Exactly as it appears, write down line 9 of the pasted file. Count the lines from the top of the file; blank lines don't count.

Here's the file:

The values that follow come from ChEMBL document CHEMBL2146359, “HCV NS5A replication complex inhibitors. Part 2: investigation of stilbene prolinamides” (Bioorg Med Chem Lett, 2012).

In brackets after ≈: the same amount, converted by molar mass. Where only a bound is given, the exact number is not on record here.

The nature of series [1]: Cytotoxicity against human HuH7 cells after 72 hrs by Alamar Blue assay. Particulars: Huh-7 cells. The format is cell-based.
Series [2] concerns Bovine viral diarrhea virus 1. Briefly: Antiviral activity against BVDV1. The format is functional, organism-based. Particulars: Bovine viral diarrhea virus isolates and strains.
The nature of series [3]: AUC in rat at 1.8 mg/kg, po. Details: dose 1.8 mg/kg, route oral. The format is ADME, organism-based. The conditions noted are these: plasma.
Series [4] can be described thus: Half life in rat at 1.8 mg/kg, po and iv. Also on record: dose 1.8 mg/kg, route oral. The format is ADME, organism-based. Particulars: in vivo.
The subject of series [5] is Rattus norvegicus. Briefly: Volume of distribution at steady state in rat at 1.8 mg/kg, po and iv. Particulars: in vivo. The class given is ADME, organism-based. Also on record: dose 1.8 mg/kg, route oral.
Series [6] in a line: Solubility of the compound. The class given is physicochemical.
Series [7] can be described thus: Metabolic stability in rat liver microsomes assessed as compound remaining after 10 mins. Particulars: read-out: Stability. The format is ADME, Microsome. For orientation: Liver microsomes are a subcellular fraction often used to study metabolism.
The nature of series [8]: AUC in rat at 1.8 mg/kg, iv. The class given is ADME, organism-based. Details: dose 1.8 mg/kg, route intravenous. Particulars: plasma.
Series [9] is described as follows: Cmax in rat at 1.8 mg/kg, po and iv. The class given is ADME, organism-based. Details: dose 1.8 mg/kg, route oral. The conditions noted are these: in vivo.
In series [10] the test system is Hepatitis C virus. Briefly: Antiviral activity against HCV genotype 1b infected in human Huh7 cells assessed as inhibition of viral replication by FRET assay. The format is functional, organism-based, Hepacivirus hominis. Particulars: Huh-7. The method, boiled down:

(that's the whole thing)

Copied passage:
Series [7] can be described thus: Metabolic stability in rat liver microsomes assessed as compound remaining after 10 mins. Particulars: read-out: Stability. The format is ADME, Microsome. For orientation: Liver microsomes are a subcellular fraction often used to study metabolism.